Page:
A man considers himself lucky if he can point to just one male mentor in his life other than your typical father/brother/uncle role model type. One who helped shape and define him and teach him things that he otherwise never would have discovered. A different way of looking at things. A new point of view. Or even just another way to laugh at life's cruel way of forcing you to deal with people who's best side you wouldn't even shit on if it weren't for your job forcing you to just smile and wave as they rip you up one side and down the other because THEY bought the wrong hex bolt and you just happen to be the poor son of a bitch to walk down the aisle at that given moment.
Today I found out that I have lost one of mine. I first met Chris Croce when I was a smart-assed 20 year old slinging paint
cans at Home Depot. My first memories are of us closing the store when
no customers were around. We would jokingly jaw at each other between
the aisles. "Hey, Croce?" ..... "What?"..... "Fuck you." and he would
crack up. Soon after I joined the night crew and Chris worked in
plumbing overnights for inventory prep. And the jawing got worse. With
no customers in the store and the entire building locked down from the
outside world, it was a free for all. But a bond was forming. I am not
sure if he saw a little of himself in me when he was that age. Or if he
just appreciated my candor. I never held back and would call out anyone
who didn't do things the right way. More than likely, he just liked
hearing me tell him to fuck himself.
Over the next 5 years or so I worked for Chris both when he managed the night crew and then hardware. Chris was a man who not many people understood. To the outsiders, he appeared angry and cynical and at times an asshole. But to those of us on the inside? The ones who were lucky enough to have not only worked for him, but to have earned his respect along the way? Well, who we saw was a man that just wanted to do things the right away. Learn to question those who took shortcuts, and also train ourselves not to mirror their actions. Don't let management dismiss your concerns and ideas with a flippant wave of the hand just because they think they knew more than you did. Because most often than not, they were just jealous and insecure for not having the intelligence and foresight to have thought of those ideas themselves. But most of all, we learned that in a culture that breeds self serving and ass covering on a daily basis we had one person who always had out backs. If you worked hard for Chris and actually listened to what he had to teach you and made sure you did what was right, he had your back like no one else in that company ever did, or ever will.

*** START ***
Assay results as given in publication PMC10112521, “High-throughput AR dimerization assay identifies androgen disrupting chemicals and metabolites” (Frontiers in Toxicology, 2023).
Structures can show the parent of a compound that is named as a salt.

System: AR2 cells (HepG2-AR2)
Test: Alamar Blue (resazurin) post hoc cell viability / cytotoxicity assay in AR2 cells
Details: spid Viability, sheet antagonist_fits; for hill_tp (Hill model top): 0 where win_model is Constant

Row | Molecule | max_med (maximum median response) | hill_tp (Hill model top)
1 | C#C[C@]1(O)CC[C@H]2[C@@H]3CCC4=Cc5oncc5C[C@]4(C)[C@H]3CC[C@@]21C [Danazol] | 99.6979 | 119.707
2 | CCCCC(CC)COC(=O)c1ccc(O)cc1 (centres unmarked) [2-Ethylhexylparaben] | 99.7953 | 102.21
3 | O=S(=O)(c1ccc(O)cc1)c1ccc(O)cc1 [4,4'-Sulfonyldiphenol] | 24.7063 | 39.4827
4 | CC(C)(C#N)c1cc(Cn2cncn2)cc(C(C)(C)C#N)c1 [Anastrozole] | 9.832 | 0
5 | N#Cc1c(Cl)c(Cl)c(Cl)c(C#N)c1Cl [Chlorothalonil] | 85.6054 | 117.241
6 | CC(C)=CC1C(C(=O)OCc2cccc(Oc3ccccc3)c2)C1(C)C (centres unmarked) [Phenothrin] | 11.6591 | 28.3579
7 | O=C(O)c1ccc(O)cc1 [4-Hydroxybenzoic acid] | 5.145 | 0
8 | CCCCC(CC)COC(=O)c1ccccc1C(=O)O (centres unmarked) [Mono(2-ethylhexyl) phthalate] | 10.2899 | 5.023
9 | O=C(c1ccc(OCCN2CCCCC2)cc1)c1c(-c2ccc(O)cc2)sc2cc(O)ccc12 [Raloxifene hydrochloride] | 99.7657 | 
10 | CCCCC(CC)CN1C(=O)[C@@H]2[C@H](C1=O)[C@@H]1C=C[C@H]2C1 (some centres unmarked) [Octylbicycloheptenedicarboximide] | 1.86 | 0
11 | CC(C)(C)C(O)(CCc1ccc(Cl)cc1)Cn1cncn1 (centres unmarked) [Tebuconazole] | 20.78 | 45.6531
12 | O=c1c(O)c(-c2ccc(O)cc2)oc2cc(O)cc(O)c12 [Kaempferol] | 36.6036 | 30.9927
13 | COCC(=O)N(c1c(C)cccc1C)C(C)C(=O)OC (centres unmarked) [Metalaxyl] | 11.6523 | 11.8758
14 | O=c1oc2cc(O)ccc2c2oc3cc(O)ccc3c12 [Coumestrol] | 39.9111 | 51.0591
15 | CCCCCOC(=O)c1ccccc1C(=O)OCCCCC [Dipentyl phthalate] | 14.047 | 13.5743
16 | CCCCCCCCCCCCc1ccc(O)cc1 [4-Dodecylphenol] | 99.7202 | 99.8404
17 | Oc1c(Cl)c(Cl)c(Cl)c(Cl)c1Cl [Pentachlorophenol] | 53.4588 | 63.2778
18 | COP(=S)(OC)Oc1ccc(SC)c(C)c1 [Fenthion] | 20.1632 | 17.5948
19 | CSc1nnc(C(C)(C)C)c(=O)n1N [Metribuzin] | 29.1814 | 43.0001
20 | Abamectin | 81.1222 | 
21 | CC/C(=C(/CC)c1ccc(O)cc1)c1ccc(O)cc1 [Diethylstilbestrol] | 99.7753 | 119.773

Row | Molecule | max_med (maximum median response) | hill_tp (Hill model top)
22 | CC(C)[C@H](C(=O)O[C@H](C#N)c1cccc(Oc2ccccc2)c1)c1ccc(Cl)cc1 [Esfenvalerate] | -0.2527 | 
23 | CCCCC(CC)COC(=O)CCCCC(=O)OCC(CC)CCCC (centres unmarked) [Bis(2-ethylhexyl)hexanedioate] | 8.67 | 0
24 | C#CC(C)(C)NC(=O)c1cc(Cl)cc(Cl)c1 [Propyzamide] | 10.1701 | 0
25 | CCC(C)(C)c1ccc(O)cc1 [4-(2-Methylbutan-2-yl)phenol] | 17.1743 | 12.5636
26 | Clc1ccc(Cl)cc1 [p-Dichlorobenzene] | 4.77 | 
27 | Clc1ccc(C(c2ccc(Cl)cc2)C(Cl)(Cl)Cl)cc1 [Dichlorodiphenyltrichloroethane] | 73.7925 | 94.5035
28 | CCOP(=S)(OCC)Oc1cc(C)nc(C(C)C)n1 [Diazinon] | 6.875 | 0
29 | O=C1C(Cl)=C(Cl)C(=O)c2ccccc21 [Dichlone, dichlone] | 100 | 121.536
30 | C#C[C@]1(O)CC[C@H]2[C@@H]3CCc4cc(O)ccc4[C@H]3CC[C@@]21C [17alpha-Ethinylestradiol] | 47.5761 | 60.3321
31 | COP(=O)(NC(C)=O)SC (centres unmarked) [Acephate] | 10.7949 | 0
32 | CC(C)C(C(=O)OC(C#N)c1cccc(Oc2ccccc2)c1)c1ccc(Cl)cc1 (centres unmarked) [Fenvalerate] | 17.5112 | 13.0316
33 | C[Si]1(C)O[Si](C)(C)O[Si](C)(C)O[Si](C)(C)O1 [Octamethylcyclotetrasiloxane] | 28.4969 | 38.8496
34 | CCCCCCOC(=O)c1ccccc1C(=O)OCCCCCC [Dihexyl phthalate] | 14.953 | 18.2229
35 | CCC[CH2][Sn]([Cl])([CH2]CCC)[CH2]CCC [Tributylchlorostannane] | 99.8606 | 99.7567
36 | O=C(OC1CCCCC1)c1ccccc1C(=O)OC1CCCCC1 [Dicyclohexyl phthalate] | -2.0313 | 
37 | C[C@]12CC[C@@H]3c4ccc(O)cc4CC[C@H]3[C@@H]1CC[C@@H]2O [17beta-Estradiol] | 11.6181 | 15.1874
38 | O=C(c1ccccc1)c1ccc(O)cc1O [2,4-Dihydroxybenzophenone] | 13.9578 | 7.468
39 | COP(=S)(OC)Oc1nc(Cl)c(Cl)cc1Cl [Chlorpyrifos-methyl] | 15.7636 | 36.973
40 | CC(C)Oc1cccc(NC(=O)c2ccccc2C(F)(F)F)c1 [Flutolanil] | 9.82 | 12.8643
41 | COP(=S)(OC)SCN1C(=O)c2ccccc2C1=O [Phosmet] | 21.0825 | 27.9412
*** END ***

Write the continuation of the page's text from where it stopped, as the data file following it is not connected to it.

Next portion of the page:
Tonight, I hang my head in sorrow and remember a man who taught me so much more than anyone ever could have at that age. I don't think anyone else had the personality and intelligence to have gotten through to me back then. I started at Home Depot as a boy. But thanks to Chris Croce, I left as a man.
Hey Croce? Fuck you...........